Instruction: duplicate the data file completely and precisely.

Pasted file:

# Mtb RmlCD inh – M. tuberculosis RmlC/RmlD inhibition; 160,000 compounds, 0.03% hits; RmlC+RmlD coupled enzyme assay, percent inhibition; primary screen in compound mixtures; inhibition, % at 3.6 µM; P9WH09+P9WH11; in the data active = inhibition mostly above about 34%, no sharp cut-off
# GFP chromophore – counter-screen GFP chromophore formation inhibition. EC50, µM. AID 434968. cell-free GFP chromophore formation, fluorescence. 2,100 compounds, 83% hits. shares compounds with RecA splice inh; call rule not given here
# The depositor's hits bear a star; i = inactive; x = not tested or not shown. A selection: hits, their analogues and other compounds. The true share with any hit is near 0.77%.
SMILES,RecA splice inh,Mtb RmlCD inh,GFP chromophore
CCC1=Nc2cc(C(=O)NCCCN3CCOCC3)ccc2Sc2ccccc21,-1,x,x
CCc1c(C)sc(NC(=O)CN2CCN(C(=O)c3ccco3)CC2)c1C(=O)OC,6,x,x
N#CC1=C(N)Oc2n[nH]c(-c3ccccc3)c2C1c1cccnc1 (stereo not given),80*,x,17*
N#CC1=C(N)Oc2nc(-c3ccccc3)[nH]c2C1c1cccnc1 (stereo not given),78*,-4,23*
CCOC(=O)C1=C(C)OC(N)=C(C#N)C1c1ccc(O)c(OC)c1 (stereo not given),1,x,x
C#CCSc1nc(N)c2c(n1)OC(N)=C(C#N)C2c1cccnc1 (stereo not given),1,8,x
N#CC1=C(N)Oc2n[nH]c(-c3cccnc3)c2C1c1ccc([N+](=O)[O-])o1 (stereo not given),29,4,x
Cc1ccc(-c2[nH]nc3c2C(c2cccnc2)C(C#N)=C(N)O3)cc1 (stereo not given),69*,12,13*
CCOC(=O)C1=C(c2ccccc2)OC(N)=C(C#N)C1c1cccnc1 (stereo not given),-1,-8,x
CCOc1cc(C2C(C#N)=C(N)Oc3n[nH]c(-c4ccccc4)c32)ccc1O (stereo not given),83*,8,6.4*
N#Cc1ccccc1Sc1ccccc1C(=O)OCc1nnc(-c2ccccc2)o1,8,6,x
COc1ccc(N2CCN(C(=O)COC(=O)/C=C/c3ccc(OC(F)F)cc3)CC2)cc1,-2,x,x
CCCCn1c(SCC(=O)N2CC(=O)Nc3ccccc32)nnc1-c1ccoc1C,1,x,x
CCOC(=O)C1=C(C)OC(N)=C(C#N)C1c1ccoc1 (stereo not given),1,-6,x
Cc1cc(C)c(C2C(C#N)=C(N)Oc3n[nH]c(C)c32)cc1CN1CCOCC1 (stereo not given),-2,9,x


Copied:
# Mtb RmlCD inh – M. tuberculosis RmlC/RmlD inhibition; 160,000 compounds, 0.03% hits; RmlC+RmlD coupled enzyme assay, percent inhibition; primary screen in compound mixtures; inhibition, % at 3.6 µM; P9WH09+P9WH11; in the data active = inhibition mostly above about 34%, no sharp cut-off
# GFP chromophore – counter-screen GFP chromophore formation inhibition. EC50, µM. AID 434968. cell-free GFP chromophore formation, fluorescence. 2,100 compounds, 83% hits. shares compounds with RecA splice inh; call rule not given here
# The depositor's hits bear a star; i = inactive; x = not tested or not shown. A selection: hits, their analogues and other compounds. The true share with any hit is near 0.77%.
SMILES,RecA splice inh,Mtb RmlCD inh,GFP chromophore
CCC1=Nc2cc(C(=O)NCCCN3CCOCC3)ccc2Sc2ccccc21,-1,x,x
CCc1c(C)sc(NC(=O)CN2CCN(C(=O)c3ccco3)CC2)c1C(=O)OC,6,x,x
N#CC1=C(N)Oc2n[nH]c(-c3ccccc3)c2C1c1cccnc1 (stereo not given),80*,x,17*
N#CC1=C(N)Oc2nc(-c3ccccc3)[nH]c2C1c1cccnc1 (stereo not given),78*,-4,23*
CCOC(=O)C1=C(C)OC(N)=C(C#N)C1c1ccc(O)c(OC)c1 (stereo not given),1,x,x
C#CCSc1nc(N)c2c(n1)OC(N)=C(C#N)C2c1cccnc1 (stereo not given),1,8,x
N#CC1=C(N)Oc2n[nH]c(-c3cccnc3)c2C1c1ccc([N+](=O)[O-])o1 (stereo not given),29,4,x
Cc1ccc(-c2[nH]nc3c2C(c2cccnc2)C(C#N)=C(N)O3)cc1 (stereo not given),69*,12,13*
CCOC(=O)C1=C(c2ccccc2)OC(N)=C(C#N)C1c1cccnc1 (stereo not given),-1,-8,x
CCOc1cc(C2C(C#N)=C(N)Oc3n[nH]c(-c4ccccc4)c32)ccc1O (stereo not given),83*,8,6.4*
N#Cc1ccccc1Sc1ccccc1C(=O)OCc1nnc(-c2ccccc2)o1,8,6,x
COc1ccc(N2CCN(C(=O)COC(=O)/C=C/c3ccc(OC(F)F)cc3)CC2)cc1,-2,x,x
CCCCn1c(SCC(=O)N2CC(=O)Nc3ccccc32)nnc1-c1ccoc1C,1,x,x
CCOC(=O)C1=C(C)OC(N)=C(C#N)C1c1ccoc1 (stereo not given),1,-6,x
Cc1cc(C)c(C2C(C#N)=C(N)Oc3n[nH]c(C)c32)cc1CN1CCOCC1 (stereo not given),-2,9,x